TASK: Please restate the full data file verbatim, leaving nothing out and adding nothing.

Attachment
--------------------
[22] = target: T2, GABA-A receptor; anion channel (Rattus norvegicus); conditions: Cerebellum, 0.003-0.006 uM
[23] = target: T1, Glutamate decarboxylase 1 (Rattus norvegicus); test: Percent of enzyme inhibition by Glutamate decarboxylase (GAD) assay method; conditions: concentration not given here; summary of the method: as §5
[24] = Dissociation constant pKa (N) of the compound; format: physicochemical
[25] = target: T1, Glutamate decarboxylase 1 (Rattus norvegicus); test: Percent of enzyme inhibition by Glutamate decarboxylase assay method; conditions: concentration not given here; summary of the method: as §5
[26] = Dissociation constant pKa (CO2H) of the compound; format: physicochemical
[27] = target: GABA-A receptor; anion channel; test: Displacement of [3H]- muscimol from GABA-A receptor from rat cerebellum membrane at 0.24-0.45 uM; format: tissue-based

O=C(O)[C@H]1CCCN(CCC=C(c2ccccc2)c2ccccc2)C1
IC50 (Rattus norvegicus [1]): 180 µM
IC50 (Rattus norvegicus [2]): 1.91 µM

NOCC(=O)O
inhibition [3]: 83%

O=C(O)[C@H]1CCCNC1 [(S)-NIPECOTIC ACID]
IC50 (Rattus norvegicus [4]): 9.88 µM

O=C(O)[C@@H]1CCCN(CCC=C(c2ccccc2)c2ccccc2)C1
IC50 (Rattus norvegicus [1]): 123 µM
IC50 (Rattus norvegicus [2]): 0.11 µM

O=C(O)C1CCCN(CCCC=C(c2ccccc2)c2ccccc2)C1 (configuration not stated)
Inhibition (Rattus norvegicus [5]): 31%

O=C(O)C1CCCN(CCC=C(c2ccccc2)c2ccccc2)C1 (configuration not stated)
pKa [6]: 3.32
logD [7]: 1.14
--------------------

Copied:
[22] = target: T2, GABA-A receptor; anion channel (Rattus norvegicus); conditions: Cerebellum, 0.003-0.006 uM
[23] = target: T1, Glutamate decarboxylase 1 (Rattus norvegicus); test: Percent of enzyme inhibition by Glutamate decarboxylase (GAD) assay method; conditions: concentration not given here; summary of the method: as §5
[24] = Dissociation constant pKa (N) of the compound; format: physicochemical
[25] = target: T1, Glutamate decarboxylase 1 (Rattus norvegicus); test: Percent of enzyme inhibition by Glutamate decarboxylase assay method; conditions: concentration not given here; summary of the method: as §5
[26] = Dissociation constant pKa (CO2H) of the compound; format: physicochemical
[27] = target: GABA-A receptor; anion channel; test: Displacement of [3H]- muscimol from GABA-A receptor from rat cerebellum membrane at 0.24-0.45 uM; format: tissue-based

O=C(O)[C@H]1CCCN(CCC=C(c2ccccc2)c2ccccc2)C1
IC50 (Rattus norvegicus [1]): 180 µM
IC50 (Rattus norvegicus [2]): 1.91 µM

NOCC(=O)O
inhibition [3]: 83%

O=C(O)[C@H]1CCCNC1 [(S)-NIPECOTIC ACID]
IC50 (Rattus norvegicus [4]): 9.88 µM

O=C(O)[C@@H]1CCCN(CCC=C(c2ccccc2)c2ccccc2)C1
IC50 (Rattus norvegicus [1]): 123 µM
IC50 (Rattus norvegicus [2]): 0.11 µM

O=C(O)C1CCCN(CCCC=C(c2ccccc2)c2ccccc2)C1 (configuration not stated)
Inhibition (Rattus norvegicus [5]): 31%

O=C(O)C1CCCN(CCC=C(c2ccccc2)c2ccccc2)C1 (configuration not stated)
pKa [6]: 3.32
logD [7]: 1.14